This is just portion of what Bill details in his book, providing even rarer looks at some of the industry’s working through the decades. Again, I can’t recommend “Confessions of the Game Doctor” and Leonard Herman’s “Phoenix: The History of the Videogame Industry” enough if you’re even remotely curious about video gaming history.

Tags: , , , , , , , ,

Categories: GemuBaka Feature

Author:indiesnack

Indie Snack is a video gaming Web site focusing on independent developers and game releases. Indie Snack will also soon have services made available to independent developers to include tools aiding them in public relations and game marketing.

Subscribe

Subscribe to our RSS feed and social profiles to receive updates.

One Comment on “Remembering Bill Kunkel: Capcom v. Data East”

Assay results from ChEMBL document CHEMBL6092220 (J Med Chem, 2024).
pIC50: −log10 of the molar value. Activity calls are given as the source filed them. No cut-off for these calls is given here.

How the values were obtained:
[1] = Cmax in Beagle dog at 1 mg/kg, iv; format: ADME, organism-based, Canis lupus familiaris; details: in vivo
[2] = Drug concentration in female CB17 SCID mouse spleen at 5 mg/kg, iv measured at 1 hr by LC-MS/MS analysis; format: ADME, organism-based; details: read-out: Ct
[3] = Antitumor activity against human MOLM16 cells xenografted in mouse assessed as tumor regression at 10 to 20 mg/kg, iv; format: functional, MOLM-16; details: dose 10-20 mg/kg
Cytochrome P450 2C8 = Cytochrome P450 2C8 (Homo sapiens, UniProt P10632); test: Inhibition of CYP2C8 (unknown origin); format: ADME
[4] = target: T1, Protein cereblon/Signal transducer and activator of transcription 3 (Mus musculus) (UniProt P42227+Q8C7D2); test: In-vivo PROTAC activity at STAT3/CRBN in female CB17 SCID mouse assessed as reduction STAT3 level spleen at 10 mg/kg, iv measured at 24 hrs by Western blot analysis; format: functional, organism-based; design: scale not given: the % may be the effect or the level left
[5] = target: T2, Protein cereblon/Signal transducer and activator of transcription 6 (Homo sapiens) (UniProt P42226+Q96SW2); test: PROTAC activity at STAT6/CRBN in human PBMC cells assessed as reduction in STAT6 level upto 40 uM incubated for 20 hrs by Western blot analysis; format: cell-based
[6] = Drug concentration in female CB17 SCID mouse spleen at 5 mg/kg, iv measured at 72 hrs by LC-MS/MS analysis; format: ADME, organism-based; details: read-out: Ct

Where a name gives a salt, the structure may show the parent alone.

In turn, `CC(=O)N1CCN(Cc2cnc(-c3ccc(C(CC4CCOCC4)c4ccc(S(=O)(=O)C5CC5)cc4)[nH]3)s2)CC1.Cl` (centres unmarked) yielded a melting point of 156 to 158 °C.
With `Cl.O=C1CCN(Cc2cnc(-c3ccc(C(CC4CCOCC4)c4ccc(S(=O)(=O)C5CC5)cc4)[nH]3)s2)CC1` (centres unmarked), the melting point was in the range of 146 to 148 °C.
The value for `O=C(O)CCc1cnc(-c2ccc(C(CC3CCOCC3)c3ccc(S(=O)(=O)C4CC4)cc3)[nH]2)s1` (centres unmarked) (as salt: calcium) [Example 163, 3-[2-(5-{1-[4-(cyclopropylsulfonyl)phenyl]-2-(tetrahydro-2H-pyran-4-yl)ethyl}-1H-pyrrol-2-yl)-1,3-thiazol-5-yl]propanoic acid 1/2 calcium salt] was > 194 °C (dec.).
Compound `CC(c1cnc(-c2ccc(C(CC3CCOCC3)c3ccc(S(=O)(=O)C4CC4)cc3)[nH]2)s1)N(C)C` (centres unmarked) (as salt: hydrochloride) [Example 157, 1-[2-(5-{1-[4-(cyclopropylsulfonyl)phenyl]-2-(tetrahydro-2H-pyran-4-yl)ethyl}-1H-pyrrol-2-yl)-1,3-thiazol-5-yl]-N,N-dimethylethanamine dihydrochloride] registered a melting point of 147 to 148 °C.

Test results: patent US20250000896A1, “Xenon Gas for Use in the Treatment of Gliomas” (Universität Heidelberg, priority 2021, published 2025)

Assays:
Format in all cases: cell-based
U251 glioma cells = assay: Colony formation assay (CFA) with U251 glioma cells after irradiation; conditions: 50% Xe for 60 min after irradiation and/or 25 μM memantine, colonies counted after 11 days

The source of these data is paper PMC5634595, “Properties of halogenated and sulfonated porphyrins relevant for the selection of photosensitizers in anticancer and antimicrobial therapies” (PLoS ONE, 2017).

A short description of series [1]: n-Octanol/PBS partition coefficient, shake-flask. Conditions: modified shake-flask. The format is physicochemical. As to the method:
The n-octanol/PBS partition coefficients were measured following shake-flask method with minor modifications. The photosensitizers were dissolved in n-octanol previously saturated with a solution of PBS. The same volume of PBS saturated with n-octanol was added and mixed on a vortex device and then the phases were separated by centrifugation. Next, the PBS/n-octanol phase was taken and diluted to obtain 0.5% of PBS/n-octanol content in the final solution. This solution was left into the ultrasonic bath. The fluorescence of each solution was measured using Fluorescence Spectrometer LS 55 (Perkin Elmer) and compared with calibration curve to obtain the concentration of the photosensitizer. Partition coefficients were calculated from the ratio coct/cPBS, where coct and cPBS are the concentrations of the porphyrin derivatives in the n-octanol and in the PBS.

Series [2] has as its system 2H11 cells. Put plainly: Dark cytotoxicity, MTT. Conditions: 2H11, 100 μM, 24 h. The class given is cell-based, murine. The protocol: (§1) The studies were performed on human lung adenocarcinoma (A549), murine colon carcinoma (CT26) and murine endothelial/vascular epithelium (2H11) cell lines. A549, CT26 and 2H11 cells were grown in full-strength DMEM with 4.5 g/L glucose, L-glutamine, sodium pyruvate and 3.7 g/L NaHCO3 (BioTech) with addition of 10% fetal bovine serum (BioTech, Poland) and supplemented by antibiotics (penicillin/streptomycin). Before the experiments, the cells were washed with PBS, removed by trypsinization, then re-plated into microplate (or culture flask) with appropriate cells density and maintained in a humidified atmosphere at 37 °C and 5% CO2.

1. September 4, 2021 at 9:36 pm #

    I guess that’s what you’d call a Pyrrhic victory. Winning that case led Data East to ruin years later, and now the brand is owned by a mobile phone software company. :/

Leave a Reply

Fill in your details below or click an icon to log in:

WordPress.com Logo

You are commenting using your WordPress.com account. Log Out /  Change )

Google photo

You are commenting using your Google account. Log Out /  Change )

Twitter picture

You are commenting using your Twitter account. Log Out /  Change )

Facebook photo

You are commenting using your Facebook account. Log Out /  Change )

Connecting to %s

%d bloggers like this: